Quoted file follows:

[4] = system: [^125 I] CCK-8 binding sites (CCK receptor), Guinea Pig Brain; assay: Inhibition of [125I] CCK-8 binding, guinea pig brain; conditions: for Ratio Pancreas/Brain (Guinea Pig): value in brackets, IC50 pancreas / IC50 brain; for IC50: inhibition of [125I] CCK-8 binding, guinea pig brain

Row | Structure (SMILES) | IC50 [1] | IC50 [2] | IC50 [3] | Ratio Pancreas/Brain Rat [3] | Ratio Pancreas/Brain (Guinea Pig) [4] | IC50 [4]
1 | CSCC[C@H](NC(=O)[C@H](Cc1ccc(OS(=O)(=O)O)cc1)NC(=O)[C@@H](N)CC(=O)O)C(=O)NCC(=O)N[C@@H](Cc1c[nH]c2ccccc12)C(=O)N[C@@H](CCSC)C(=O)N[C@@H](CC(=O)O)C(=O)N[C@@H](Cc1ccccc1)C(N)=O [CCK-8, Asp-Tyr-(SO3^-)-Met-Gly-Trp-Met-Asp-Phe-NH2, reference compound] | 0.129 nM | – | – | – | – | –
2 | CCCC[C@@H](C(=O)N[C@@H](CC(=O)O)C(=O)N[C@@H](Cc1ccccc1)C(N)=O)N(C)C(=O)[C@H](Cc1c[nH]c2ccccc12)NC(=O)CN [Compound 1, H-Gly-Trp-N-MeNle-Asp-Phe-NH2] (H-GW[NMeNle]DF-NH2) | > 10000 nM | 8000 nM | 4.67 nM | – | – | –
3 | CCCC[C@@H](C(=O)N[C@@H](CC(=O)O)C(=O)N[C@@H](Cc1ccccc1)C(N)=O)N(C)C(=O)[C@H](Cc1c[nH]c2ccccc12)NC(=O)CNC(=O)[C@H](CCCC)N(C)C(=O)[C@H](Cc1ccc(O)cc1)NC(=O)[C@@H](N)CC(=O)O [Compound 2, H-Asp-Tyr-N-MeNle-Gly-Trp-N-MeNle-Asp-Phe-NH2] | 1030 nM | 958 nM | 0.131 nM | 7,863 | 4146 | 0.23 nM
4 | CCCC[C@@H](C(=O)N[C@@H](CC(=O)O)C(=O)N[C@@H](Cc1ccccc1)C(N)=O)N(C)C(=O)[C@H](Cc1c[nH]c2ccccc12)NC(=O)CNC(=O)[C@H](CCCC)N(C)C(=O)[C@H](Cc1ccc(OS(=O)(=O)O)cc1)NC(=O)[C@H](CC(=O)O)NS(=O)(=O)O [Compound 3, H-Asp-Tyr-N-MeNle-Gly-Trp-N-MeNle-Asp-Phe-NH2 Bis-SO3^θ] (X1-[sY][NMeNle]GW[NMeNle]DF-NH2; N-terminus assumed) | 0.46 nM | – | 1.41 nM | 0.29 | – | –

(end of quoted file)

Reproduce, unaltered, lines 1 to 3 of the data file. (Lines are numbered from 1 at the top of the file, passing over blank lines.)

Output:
[4] = system: [^125 I] CCK-8 binding sites (CCK receptor), Guinea Pig Brain; assay: Inhibition of [125I] CCK-8 binding, guinea pig brain; conditions: for Ratio Pancreas/Brain (Guinea Pig): value in brackets, IC50 pancreas / IC50 brain; for IC50: inhibition of [125I] CCK-8 binding, guinea pig brain

Row | Structure (SMILES) | IC50 [1] | IC50 [2] | IC50 [3] | Ratio Pancreas/Brain Rat [3] | Ratio Pancreas/Brain (Guinea Pig) [4] | IC50 [4]
1 | CSCC[C@H](NC(=O)[C@H](Cc1ccc(OS(=O)(=O)O)cc1)NC(=O)[C@@H](N)CC(=O)O)C(=O)NCC(=O)N[C@@H](Cc1c[nH]c2ccccc12)C(=O)N[C@@H](CCSC)C(=O)N[C@@H](CC(=O)O)C(=O)N[C@@H](Cc1ccccc1)C(N)=O [CCK-8, Asp-Tyr-(SO3^-)-Met-Gly-Trp-Met-Asp-Phe-NH2, reference compound] | 0.129 nM | – | – | – | – | –